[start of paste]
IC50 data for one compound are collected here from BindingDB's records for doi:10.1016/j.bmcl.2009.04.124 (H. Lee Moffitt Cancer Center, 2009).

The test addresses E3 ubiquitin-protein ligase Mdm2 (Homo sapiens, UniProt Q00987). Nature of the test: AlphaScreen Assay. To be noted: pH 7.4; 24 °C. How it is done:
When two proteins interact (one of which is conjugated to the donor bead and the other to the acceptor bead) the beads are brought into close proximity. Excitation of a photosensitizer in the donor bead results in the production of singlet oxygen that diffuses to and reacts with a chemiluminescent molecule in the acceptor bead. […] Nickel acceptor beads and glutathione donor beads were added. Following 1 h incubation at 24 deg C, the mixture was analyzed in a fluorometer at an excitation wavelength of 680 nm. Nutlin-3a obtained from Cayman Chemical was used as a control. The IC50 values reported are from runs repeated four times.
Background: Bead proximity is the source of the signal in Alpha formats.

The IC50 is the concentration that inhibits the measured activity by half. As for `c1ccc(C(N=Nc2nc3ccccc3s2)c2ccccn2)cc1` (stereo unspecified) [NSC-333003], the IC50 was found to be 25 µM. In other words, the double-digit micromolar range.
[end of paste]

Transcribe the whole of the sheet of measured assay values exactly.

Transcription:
IC50 data for one compound are collected here from BindingDB's records for doi:10.1016/j.bmcl.2009.04.124 (H. Lee Moffitt Cancer Center, 2009).

The test addresses E3 ubiquitin-protein ligase Mdm2 (Homo sapiens, UniProt Q00987). Nature of the test: AlphaScreen Assay. To be noted: pH 7.4; 24 °C. How it is done:
When two proteins interact (one of which is conjugated to the donor bead and the other to the acceptor bead) the beads are brought into close proximity. Excitation of a photosensitizer in the donor bead results in the production of singlet oxygen that diffuses to and reacts with a chemiluminescent molecule in the acceptor bead. […] Nickel acceptor beads and glutathione donor beads were added. Following 1 h incubation at 24 deg C, the mixture was analyzed in a fluorometer at an excitation wavelength of 680 nm. Nutlin-3a obtained from Cayman Chemical was used as a control. The IC50 values reported are from runs repeated four times.
Background: Bead proximity is the source of the signal in Alpha formats.

The IC50 is the concentration that inhibits the measured activity by half. As for `c1ccc(C(N=Nc2nc3ccccc3s2)c2ccccn2)cc1` (stereo unspecified) [NSC-333003], the IC50 was found to be 25 µM. In other words, the double-digit micromolar range.